The Lantern Books Blog
Welcome to the Lantern Books Blog!
You are currently viewing all entries in the Bird Flu
category. Click here for the blog front page.
May 11, 2010 1:31pm
Dr. Michael Greger
is the author of Bird Flu
, and an expert on how extreme animal confinement is a big cause of the growth of pandemic disease. We received this note from Dr. Greger today:
Me Against the Mob
My four-against-one debate at the Congressional Quarterly forum on zoonotic disease was just posted on the website of the Animal Health Institute, the industry trade group spearheading the fight to maintain the status quos on antibiotic use in farm animals. Should I be surprised that they edited out a number of my comments (and as far as I can tell none of anyone else’s)?
I was able to splice in audio of some of the sections they removed, though, into a compilation video I put together of my participation in the forum. You can download my 20 minute video at http://bit.ly/gregerantibiotics.
The 3 hour (but doctored) video can be found on Healthy Animals.
April 29, 2009 4:44pm
It all starts in factory farms...
I just got a cheery note from our friend Dr. Michael Greger, who happens to be the author of Bird Flu
, and an expert on flu pandemics. His email said that the World Health Organization
just upped the status of the swine flu outbreak to a 5, which "means the next flu pandemic has officially begun."
Being a New Yorker who is familiar with terrorist alert levels, but knowing nothing of WHO pandemic levels, I'm assuming 5 is the equivalent of red.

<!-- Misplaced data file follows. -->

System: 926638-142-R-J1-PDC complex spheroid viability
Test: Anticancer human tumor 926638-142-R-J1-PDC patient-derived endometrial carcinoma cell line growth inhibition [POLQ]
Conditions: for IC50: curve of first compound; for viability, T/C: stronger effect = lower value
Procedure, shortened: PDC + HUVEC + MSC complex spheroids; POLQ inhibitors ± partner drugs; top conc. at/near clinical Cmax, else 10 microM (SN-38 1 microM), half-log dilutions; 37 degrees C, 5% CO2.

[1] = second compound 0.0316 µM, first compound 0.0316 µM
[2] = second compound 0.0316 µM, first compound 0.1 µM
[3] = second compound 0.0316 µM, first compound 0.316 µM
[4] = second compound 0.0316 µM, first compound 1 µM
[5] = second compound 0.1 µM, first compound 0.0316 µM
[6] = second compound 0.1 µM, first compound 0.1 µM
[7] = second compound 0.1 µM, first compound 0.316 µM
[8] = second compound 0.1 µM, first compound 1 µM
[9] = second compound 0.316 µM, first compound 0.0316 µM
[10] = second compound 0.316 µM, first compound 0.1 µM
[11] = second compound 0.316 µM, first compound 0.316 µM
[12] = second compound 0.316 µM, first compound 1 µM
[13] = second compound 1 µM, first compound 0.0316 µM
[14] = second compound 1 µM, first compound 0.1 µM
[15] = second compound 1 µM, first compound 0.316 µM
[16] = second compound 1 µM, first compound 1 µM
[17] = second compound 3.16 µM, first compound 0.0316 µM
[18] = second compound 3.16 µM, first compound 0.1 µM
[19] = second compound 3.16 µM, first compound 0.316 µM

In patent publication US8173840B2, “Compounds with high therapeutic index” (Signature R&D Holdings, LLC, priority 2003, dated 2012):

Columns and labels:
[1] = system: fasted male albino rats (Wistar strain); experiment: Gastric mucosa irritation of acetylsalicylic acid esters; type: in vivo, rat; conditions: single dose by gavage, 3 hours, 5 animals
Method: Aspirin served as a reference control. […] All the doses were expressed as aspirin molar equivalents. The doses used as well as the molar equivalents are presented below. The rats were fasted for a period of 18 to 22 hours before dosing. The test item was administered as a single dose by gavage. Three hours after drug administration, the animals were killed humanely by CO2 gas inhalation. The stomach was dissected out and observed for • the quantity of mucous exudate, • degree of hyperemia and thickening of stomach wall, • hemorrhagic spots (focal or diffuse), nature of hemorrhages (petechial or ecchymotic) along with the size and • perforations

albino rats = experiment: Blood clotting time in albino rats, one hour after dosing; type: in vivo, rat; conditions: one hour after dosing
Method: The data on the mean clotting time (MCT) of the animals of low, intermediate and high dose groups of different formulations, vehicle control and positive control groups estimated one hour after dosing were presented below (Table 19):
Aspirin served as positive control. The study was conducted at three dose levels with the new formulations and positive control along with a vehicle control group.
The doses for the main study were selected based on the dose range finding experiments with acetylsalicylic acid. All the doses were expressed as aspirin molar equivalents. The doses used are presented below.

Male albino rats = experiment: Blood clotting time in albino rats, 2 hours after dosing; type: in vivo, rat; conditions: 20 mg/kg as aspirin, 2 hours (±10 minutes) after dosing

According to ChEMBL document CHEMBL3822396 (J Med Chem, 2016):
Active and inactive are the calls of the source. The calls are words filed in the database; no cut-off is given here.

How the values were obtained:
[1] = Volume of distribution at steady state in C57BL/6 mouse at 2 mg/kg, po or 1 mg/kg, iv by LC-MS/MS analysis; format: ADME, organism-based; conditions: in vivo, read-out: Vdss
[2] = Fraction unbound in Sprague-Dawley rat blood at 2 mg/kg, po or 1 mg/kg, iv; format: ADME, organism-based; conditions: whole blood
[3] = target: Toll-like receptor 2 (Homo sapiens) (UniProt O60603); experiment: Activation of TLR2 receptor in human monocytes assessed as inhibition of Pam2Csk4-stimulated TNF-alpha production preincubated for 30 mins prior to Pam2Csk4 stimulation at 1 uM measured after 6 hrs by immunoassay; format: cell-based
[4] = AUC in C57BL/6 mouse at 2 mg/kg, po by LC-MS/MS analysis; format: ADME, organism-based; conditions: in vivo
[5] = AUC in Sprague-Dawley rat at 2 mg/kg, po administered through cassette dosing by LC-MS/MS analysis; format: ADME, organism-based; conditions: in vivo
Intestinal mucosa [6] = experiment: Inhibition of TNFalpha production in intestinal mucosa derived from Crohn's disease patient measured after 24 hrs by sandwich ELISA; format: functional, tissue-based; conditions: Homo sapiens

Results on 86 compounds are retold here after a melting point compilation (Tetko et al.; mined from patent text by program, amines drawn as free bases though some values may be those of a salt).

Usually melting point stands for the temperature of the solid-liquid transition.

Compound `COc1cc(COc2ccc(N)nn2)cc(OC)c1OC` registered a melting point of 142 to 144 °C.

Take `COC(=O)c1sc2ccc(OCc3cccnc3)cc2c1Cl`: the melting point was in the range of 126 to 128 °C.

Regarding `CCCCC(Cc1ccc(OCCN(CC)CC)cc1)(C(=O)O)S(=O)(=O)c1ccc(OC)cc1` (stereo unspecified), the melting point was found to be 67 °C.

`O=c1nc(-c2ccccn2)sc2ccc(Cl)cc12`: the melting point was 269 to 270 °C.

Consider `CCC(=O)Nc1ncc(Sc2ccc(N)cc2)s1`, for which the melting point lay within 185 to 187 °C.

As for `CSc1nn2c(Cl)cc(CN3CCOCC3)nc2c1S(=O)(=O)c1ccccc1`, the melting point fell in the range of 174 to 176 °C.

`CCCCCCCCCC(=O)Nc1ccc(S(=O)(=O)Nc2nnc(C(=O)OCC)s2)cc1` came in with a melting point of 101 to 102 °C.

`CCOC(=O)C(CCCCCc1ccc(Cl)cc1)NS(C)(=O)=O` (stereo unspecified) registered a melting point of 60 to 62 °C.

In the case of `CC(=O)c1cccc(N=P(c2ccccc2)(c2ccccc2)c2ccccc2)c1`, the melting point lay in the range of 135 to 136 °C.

July 28, 2008 10:27am
Chickens behind bars.
At the HSUS annual conference
last weekend, I had a long conversation with a woman about backyard chickens.
In the environmental movement, and slow & local food movements there are more and more people interested in keeping backyard chickens. If you're an egg eater, this is a step in the right direction, since it keeps your money from going to factory farms, avoids some of the evils of transport, etc. Sadly, there are still problems. A lot of backyard chicken keepers order chicks through the mail from breeders. Breeders, bad. Sending live animals through the mail, bad. And, the most compelling reason for vegetarians and ethical people of all stripes: There's still no use for the male birds. They're killed, routinely and cruelly. They have no value. No matter how well you treat those egg-producing chickens in your yard, their family members have been killed because they can't "produce."
February 6, 2007 2:20pm
Not a serious problem?
A recent outbreak of the H5N1 strain of bird flu in the UK
has people aflutter, but not the ones you’d think. Consumers are worrying and five nations so far have banned imports of British poultry. Birds, of course, are paying a heavy price. Nearly 160,000 turkeys – the full avian population of an intensive production facility in England – were slaughtered. There may be more of that to come: hundreds of millions of chickens, ducks and geese have been killed in Asia in efforts to “contain” the flu.
But as Michael Gregor argues persuasively in his book, Bird Flu
(yes, it’s published by Lantern), it is almost certainly the modern confinement systems used to raise billions of birds a year for human consumption that are fueling the flu. David Nabarro, the UN’s Coordinator for Bird Flu, isn’t on the same page. Commenting on the UK outbreak,